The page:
Days off flew by and days at work dragged along. I started to dread the 7.15am alarm call. Each morning  I got closer to Christmas, I hit the snooze button one more time. Each morning leaving the house a few minutes later, to start the cold twenty minute walk to work. I didn’t want to go. It felt unfair. One day off for Christmas. Well meaning friends would shrug, say that’s harsh but put it down to ” being retail”, until I pointed out that I’ve worked in retail 21 years and have never had to do both before. My other half told me he was only working three days the week up to Christmas, leaving me silently reeling about the missed opportunities to spend time with him. He works at a supermarket, an area of retail way busier than mine at Christmas, and he was getting reasonable time off! He was my angel, a true life Godsend, taking me into town on my last day off before the big day so I could buy all my families Christmas cards, because the half hour lunch breaks I’m allowed at work were not enough time to face the card shop madness. Then on top of that was my annual “accidentally end up in front of the Sister cards in the shop because noone would move and then have to leave that shop and go to another before I burst into tears that I no longer need to buy a sister card” scenario. It never gets easier. 

Christmas eve arrived,along with instructions to open all day and stay after closing to launch the “SALE”. I was dreading it. I wanted to be at home with my son and my other half who was finishing at midday. I struggled to find something to wear as I’d been reluctant to spend my evenings doing mundane housework and washing in between 9 hour days at the shop, so I cobbled together an outfit that was sold by my company but wasn’t technically current stock, or therefore ” accepted uniform requirements “, but I had no other choice. Passing Costa on my way into work , I grabbed myself some brain fuel and headed for the shop. I would be working the whole day with my newly appointed Assistant Manager, a member of my team who was a friend of mine long before she joined my team as a part timer. 

We planned out our day, and my wonderful friend and colleague managed to make me smile all day long despite my absolute adamence that I didn’t want to be there. We were busy, we had a good day. Did the manager HAVE to be there? No. Nothing out of the ordinary happened that needed my presence over my assistant manager.

I couldn’t sleep Christmas eve night. Not in a ” I’m so excited” kind of way. More a “I only have one day off for Christmas, and that’s going to be a busy day so if I can’t sleep tonight I’m going to be shattered Boxing Day and I can’t even get drunk” kind of way.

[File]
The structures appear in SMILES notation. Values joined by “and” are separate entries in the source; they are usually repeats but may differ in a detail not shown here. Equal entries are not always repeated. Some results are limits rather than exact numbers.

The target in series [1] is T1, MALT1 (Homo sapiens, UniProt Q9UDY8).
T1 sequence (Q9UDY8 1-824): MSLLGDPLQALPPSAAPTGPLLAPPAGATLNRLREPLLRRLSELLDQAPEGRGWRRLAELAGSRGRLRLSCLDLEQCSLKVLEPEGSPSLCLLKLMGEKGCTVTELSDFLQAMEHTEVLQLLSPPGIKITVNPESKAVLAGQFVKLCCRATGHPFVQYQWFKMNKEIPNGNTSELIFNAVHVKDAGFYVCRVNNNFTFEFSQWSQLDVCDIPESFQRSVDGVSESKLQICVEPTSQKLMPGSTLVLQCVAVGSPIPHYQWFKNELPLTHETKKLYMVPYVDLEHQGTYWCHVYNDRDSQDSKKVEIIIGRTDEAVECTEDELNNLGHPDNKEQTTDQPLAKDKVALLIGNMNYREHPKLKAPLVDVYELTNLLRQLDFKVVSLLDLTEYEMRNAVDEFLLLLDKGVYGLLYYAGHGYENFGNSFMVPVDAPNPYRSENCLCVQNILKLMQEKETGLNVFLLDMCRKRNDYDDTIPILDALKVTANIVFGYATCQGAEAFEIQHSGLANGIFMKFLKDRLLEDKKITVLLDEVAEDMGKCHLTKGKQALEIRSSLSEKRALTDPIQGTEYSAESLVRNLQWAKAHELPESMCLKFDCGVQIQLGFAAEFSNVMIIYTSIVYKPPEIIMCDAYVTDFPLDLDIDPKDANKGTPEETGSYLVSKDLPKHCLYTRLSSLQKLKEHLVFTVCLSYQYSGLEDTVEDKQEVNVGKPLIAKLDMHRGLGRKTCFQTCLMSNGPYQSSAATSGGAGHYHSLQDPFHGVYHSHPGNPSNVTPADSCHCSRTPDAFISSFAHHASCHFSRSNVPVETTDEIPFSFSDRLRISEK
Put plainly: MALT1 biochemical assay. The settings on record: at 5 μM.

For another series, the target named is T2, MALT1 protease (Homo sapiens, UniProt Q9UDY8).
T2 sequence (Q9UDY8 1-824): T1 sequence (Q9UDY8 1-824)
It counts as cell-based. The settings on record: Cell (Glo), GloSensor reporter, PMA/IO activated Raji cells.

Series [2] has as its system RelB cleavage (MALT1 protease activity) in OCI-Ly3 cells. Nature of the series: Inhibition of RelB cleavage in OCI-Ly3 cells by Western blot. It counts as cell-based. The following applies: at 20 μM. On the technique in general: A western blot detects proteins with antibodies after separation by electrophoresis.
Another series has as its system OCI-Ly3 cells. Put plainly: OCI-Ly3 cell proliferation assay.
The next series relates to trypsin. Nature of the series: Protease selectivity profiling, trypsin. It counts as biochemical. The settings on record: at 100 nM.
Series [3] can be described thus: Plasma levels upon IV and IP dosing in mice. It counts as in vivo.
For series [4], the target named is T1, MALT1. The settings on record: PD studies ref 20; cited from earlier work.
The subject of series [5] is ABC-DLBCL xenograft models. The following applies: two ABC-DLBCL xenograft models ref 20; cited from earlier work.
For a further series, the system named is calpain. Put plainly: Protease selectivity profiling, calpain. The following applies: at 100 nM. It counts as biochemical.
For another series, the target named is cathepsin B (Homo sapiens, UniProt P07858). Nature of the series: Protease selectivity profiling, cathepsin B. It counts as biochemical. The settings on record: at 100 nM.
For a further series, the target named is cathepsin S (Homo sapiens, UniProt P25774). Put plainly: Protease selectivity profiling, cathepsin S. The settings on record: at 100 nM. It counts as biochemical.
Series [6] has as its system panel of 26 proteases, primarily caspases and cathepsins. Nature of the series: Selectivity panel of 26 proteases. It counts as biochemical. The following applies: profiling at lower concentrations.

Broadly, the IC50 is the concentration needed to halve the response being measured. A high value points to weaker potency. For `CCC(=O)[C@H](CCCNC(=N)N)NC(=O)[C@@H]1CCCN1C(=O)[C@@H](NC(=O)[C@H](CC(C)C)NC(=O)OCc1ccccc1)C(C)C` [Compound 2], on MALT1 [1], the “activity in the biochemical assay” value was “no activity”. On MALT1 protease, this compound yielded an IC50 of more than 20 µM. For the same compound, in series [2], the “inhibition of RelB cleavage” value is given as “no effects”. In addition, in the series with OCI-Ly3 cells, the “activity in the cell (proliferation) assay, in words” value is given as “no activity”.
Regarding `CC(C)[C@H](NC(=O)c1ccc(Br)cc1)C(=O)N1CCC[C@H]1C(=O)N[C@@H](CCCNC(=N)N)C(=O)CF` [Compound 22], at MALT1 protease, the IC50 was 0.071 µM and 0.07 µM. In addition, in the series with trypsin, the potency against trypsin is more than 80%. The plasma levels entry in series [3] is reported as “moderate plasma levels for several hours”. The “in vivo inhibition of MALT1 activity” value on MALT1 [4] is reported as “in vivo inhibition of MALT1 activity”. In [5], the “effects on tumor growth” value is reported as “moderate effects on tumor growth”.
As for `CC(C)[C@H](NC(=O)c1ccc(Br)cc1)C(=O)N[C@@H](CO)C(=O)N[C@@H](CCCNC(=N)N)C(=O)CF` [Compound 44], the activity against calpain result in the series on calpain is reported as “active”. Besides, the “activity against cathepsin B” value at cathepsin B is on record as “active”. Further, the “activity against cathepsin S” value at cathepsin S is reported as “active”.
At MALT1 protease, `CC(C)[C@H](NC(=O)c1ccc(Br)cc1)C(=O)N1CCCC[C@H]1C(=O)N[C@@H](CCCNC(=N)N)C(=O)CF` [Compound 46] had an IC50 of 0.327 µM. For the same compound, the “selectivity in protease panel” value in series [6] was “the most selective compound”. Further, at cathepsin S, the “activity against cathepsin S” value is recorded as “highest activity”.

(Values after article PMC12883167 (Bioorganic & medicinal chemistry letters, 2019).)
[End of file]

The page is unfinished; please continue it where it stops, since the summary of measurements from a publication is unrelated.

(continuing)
At 7am on Christmas morning, I was up putting the turkey on. I didn’t even have to. My son was still fast asleep. Retail ruined me. I couldn’t even have a lie in as my internal body clock was screaming at me to get up like every morning of the week leading up to this one day. I was not rested. I was not relaxed. Truth be told, I wasn’t feeling Christmassy at all. If I didn’t have places to go and people to see, I would’ve spent the day like any other day off. Pottering round the house, housework, listening to music. Noone wants to do housework on Christmas day, and this year I was working so much that I was having to keep working when I got home to get the house “Christmas ready”. The money grabbing fat cats don’t think of that. When are us lowly retail staff meant to do the normal mundane stuff? Days off were the only chance I had to shop. Evenings were spent cleaning, tidying, sorting. I was physically burning the proverbial candle at both ends. And even round the sides. I’ve said in a previous blog that there’s no shame in letting the people around you help you, be it emotionally or practically, and I am blessed with people in my life that want to make me happy. So, for them, I plodded on.

And BECAUSE of them, I had the most wonderful Christmas day in a while. The morning was spent with my son, my parents and my nephews. Then just my boy and I had a perfect dinner together. The afternoon I was able to put my feet up for a couple of hours while Mr Amazing and my son battled it out on Lego Dimensions, and the evening, although sober and short, was quality time just my boy and I. Although I couldn’t, and didn’t, forget that I was back at work the next day, every single person I saw and interacted with made my “One Day Christmas” the best it could’ve been. From seeing the gratitude and appreciation on my boys face when he opened his gifts, to the thoughtfulness behind every single present Mr Amazing got me, and the clear plates at dinner time.  

Boxing Day at work was achieved with the company of my two part timers who had both had Christmas eve off, so were relaxed and raring to go. Their enthusiasm got me through again.  Another busy day, but again, nothing that needed the managers input. 

My next day off after Christmas was the anniversary of when we lost my sister. My feet hadn’t touched the ground and I wanted, and deserved to sit and do nothing all day. However, lunch with my son and parents was on the agenda, and rightly so, to remember her. 

New Years Eve we managed to close an hour early. My colleagues went for a drink to celebrate. I went home, to make the most of an extra hour with my son. 

2017 was seen in the only way I wanted to,  with my boy and Mr Amazing watching movies.

New Years Day, the shop was closed. I happily spent the whole day at home and didn’t do a thing. A full on no make up day. The washing was piled up around me. The plates from the previous nights tea still in the sink. But I had nowhere to go and I fully intended to benefit from it.

So, remember, when you have the luxury of a day off in the run up to Christmas, and can browse the shops at leisure and clean your house in between knowing that you have at least two days off together to enjoy all your hard work, there will be staff out there that don’t have any choice. 

Don’t shout at them. Don’t be rude to them. They are doing their job so that your Christmas with your family goes as smoothly as it can. Yet all they desperately want is the time with their family that you have. Its not about the presents. Its not about the food and drink. Its about the precious moments with friends, family and loved ones.

This year, I’m so very grateful that my work colleagues fall in those categories. Without those girls, more tears would’ve been shed.